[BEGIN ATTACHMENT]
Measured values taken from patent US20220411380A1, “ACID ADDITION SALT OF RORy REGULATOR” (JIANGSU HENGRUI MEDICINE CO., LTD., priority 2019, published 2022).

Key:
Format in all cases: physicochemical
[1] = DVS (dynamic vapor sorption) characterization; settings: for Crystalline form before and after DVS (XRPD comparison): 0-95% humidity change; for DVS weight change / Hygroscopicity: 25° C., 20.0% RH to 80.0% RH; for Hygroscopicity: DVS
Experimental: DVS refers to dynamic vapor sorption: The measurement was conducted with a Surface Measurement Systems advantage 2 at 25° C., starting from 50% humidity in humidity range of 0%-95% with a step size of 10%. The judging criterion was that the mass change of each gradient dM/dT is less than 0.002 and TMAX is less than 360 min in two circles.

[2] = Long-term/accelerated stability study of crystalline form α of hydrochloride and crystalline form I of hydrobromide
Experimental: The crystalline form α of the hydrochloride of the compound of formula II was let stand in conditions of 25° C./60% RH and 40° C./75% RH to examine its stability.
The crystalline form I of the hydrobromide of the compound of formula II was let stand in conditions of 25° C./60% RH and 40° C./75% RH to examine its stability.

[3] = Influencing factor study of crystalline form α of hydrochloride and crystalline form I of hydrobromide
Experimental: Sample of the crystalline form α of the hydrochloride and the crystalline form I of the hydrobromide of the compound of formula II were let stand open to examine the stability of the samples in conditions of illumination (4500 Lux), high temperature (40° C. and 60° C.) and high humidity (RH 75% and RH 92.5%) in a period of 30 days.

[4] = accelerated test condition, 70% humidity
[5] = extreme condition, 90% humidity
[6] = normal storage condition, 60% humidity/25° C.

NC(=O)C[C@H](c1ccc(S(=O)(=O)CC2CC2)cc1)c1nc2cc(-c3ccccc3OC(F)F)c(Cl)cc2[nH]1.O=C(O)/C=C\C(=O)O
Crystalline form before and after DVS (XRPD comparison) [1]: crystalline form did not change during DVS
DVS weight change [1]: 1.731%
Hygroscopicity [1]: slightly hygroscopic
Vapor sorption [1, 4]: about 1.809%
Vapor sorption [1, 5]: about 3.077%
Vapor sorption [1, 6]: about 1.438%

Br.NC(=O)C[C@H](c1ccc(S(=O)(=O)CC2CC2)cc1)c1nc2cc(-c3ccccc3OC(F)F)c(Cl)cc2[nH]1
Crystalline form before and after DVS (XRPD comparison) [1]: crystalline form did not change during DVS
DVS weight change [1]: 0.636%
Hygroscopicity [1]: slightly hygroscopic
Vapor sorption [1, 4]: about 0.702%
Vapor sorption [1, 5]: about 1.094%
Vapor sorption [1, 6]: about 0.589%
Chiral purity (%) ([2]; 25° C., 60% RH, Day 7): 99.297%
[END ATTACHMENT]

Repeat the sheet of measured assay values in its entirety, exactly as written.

Measured values taken from patent US20220411380A1, “ACID ADDITION SALT OF RORy REGULATOR” (JIANGSU HENGRUI MEDICINE CO., LTD., priority 2019, published 2022).

Key:
Format in all cases: physicochemical
[1] = DVS (dynamic vapor sorption) characterization; settings: for Crystalline form before and after DVS (XRPD comparison): 0-95% humidity change; for DVS weight change / Hygroscopicity: 25° C., 20.0% RH to 80.0% RH; for Hygroscopicity: DVS
Experimental: DVS refers to dynamic vapor sorption: The measurement was conducted with a Surface Measurement Systems advantage 2 at 25° C., starting from 50% humidity in humidity range of 0%-95% with a step size of 10%. The judging criterion was that the mass change of each gradient dM/dT is less than 0.002 and TMAX is less than 360 min in two circles.

[2] = Long-term/accelerated stability study of crystalline form α of hydrochloride and crystalline form I of hydrobromide
Experimental: The crystalline form α of the hydrochloride of the compound of formula II was let stand in conditions of 25° C./60% RH and 40° C./75% RH to examine its stability.
The crystalline form I of the hydrobromide of the compound of formula II was let stand in conditions of 25° C./60% RH and 40° C./75% RH to examine its stability.

[3] = Influencing factor study of crystalline form α of hydrochloride and crystalline form I of hydrobromide
Experimental: Sample of the crystalline form α of the hydrochloride and the crystalline form I of the hydrobromide of the compound of formula II were let stand open to examine the stability of the samples in conditions of illumination (4500 Lux), high temperature (40° C. and 60° C.) and high humidity (RH 75% and RH 92.5%) in a period of 30 days.

[4] = accelerated test condition, 70% humidity
[5] = extreme condition, 90% humidity
[6] = normal storage condition, 60% humidity/25° C.

NC(=O)C[C@H](c1ccc(S(=O)(=O)CC2CC2)cc1)c1nc2cc(-c3ccccc3OC(F)F)c(Cl)cc2[nH]1.O=C(O)/C=C\C(=O)O
Crystalline form before and after DVS (XRPD comparison) [1]: crystalline form did not change during DVS
DVS weight change [1]: 1.731%
Hygroscopicity [1]: slightly hygroscopic
Vapor sorption [1, 4]: about 1.809%
Vapor sorption [1, 5]: about 3.077%
Vapor sorption [1, 6]: about 1.438%

Br.NC(=O)C[C@H](c1ccc(S(=O)(=O)CC2CC2)cc1)c1nc2cc(-c3ccccc3OC(F)F)c(Cl)cc2[nH]1
Crystalline form before and after DVS (XRPD comparison) [1]: crystalline form did not change during DVS
DVS weight change [1]: 0.636%
Hygroscopicity [1]: slightly hygroscopic
Vapor sorption [1, 4]: about 0.702%
Vapor sorption [1, 5]: about 1.094%
Vapor sorption [1, 6]: about 0.589%
Chiral purity (%) ([2]; 25° C., 60% RH, Day 7): 99.297%